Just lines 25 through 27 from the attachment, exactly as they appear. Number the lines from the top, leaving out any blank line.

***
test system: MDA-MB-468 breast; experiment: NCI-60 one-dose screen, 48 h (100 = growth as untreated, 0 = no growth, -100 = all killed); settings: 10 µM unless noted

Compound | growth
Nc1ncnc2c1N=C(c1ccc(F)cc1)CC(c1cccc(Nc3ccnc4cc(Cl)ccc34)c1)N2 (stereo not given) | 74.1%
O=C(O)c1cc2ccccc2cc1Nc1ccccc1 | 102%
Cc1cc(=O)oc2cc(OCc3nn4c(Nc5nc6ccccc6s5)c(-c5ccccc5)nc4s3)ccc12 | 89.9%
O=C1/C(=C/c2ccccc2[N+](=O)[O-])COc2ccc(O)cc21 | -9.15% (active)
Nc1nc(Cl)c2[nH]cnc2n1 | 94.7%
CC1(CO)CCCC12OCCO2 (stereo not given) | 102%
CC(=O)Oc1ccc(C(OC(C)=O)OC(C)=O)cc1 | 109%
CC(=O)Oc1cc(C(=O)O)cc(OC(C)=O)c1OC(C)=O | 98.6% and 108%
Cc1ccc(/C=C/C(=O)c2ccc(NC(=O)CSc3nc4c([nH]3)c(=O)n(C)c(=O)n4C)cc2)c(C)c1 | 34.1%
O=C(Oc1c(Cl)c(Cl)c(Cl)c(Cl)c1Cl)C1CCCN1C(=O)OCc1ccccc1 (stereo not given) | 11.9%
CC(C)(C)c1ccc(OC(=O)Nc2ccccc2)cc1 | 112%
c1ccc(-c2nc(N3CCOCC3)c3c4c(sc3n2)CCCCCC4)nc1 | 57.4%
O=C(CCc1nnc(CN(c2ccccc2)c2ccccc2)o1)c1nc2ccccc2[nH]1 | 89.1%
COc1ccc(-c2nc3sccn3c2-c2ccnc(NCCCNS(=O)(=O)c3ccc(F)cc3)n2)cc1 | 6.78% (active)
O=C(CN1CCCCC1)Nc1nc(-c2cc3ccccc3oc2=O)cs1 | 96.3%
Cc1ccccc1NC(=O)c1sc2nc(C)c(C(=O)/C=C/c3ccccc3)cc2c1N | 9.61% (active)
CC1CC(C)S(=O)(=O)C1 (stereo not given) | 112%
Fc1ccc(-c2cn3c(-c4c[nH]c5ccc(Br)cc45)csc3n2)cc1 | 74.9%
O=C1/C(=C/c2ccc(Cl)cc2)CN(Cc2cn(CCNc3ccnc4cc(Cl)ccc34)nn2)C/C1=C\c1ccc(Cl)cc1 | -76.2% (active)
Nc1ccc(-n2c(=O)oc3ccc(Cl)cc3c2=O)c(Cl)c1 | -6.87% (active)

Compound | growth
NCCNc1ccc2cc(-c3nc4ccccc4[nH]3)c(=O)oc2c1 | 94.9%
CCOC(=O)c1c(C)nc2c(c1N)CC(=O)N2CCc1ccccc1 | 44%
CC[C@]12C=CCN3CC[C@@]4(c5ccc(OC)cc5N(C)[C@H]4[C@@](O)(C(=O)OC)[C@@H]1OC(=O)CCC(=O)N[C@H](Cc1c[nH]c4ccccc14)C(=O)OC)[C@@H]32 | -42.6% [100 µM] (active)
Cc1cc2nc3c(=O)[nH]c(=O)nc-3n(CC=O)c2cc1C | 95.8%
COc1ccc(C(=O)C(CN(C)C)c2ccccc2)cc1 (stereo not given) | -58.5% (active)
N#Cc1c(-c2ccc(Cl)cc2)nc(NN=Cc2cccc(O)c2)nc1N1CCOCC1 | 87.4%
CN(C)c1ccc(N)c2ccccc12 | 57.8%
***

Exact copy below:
CCOC(=O)c1c(C)nc2c(c1N)CC(=O)N2CCc1ccccc1 | 44%
CC[C@]12C=CCN3CC[C@@]4(c5ccc(OC)cc5N(C)[C@H]4[C@@](O)(C(=O)OC)[C@@H]1OC(=O)CCC(=O)N[C@H](Cc1c[nH]c4ccccc14)C(=O)OC)[C@@H]32 | -42.6% [100 µM] (active)
Cc1cc2nc3c(=O)[nH]c(=O)nc-3n(CC=O)c2cc1C | 95.8%